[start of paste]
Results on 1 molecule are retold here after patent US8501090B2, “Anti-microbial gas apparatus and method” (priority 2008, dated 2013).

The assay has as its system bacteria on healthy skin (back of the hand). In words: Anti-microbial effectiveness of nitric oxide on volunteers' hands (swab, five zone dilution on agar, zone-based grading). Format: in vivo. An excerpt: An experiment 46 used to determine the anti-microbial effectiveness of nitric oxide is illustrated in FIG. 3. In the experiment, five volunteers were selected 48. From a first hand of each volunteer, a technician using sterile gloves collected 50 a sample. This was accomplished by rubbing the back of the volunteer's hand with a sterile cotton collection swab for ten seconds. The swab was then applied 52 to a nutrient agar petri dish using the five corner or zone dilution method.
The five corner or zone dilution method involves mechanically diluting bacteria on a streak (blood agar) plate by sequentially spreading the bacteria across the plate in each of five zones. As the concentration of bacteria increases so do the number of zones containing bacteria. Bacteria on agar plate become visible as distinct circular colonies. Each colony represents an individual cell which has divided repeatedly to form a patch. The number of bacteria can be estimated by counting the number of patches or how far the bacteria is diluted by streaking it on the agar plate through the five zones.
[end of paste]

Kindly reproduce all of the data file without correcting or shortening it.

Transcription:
Results on 1 molecule are retold here after patent US8501090B2, “Anti-microbial gas apparatus and method” (priority 2008, dated 2013).

The assay has as its system bacteria on healthy skin (back of the hand). In words: Anti-microbial effectiveness of nitric oxide on volunteers' hands (swab, five zone dilution on agar, zone-based grading). Format: in vivo. An excerpt: An experiment 46 used to determine the anti-microbial effectiveness of nitric oxide is illustrated in FIG. 3. In the experiment, five volunteers were selected 48. From a first hand of each volunteer, a technician using sterile gloves collected 50 a sample. This was accomplished by rubbing the back of the volunteer's hand with a sterile cotton collection swab for ten seconds. The swab was then applied 52 to a nutrient agar petri dish using the five corner or zone dilution method.
The five corner or zone dilution method involves mechanically diluting bacteria on a streak (blood agar) plate by sequentially spreading the bacteria across the plate in each of five zones. As the concentration of bacteria increases so do the number of zones containing bacteria. Bacteria on agar plate become visible as distinct circular colonies. Each colony represents an individual cell which has divided repeatedly to form a patch. The number of bacteria can be estimated by counting the number of patches or how far the bacteria is diluted by streaking it on the agar plate through the five zones.